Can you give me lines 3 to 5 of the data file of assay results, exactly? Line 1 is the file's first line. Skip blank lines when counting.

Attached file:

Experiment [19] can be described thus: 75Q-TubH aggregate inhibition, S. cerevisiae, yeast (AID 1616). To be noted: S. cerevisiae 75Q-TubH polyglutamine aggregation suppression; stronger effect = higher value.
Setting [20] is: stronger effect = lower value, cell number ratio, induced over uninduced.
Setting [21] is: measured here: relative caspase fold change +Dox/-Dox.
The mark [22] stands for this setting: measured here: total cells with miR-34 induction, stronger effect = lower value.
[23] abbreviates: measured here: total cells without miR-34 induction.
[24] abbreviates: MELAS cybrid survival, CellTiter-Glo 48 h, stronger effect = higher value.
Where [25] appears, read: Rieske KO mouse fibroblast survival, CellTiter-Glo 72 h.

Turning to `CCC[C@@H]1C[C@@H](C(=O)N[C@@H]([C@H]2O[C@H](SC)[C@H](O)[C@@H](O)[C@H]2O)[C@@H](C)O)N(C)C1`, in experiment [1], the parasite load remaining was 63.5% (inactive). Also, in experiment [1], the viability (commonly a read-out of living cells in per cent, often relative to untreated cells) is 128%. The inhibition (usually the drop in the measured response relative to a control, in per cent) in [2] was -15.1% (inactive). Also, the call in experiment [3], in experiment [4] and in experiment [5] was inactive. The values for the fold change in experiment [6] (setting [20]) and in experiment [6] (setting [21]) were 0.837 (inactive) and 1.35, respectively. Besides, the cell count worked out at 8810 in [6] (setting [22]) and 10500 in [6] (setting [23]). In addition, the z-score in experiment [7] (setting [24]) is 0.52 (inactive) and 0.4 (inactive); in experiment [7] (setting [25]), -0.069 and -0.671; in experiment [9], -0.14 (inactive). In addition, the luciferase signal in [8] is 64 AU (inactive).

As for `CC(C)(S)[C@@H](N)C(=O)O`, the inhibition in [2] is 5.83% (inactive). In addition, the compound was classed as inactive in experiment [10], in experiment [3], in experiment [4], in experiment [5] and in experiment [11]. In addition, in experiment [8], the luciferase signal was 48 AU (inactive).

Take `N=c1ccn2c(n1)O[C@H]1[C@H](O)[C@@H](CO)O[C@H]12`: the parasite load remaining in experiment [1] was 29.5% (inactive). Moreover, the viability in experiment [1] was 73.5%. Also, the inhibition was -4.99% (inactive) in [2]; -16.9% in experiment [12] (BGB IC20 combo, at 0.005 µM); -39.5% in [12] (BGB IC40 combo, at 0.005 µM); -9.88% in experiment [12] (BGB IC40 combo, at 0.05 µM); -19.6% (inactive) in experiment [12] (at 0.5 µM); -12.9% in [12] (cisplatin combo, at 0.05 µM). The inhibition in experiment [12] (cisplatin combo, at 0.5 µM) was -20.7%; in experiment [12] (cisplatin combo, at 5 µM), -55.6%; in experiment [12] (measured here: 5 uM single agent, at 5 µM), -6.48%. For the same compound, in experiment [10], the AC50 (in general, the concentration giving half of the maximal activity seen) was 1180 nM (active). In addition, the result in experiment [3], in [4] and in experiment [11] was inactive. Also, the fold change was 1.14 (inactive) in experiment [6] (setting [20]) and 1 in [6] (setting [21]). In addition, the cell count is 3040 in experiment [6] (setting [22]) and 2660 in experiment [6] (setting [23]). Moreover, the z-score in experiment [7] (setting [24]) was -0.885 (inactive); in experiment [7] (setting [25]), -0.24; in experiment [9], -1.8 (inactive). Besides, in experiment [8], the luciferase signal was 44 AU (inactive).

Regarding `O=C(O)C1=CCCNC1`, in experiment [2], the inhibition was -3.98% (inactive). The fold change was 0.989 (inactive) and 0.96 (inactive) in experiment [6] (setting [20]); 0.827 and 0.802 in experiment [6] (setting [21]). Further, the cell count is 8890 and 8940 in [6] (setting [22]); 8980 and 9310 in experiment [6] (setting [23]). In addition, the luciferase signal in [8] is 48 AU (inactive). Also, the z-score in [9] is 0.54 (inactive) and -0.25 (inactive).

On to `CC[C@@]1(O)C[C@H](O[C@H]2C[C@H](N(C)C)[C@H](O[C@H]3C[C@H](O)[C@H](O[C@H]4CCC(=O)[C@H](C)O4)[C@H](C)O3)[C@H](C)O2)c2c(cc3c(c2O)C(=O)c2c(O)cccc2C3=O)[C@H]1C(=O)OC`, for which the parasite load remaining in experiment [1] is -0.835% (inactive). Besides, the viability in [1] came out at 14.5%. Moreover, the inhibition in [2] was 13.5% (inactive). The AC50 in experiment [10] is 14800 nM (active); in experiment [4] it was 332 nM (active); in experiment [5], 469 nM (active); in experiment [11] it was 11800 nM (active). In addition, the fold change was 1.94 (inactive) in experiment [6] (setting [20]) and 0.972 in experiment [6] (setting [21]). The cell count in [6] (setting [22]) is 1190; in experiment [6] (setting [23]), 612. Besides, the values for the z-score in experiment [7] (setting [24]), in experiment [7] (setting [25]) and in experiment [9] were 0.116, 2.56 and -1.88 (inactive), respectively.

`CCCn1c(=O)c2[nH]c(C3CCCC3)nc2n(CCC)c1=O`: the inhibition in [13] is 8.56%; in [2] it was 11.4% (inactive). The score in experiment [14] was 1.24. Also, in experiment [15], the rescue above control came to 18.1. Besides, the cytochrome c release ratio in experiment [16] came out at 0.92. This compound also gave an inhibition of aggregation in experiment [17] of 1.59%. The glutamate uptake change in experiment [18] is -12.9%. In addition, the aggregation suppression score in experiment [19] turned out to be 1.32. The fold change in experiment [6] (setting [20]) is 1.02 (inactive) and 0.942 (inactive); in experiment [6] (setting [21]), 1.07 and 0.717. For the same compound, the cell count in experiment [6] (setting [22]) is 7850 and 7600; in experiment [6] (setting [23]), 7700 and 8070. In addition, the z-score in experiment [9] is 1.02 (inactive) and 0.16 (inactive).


Setting [21] is: measured here: relative caspase fold change +Dox/-Dox.
The mark [22] stands for this setting: measured here: total cells with miR-34 induction, stronger effect = lower value.
[23] abbreviates: measured here: total cells without miR-34 induction.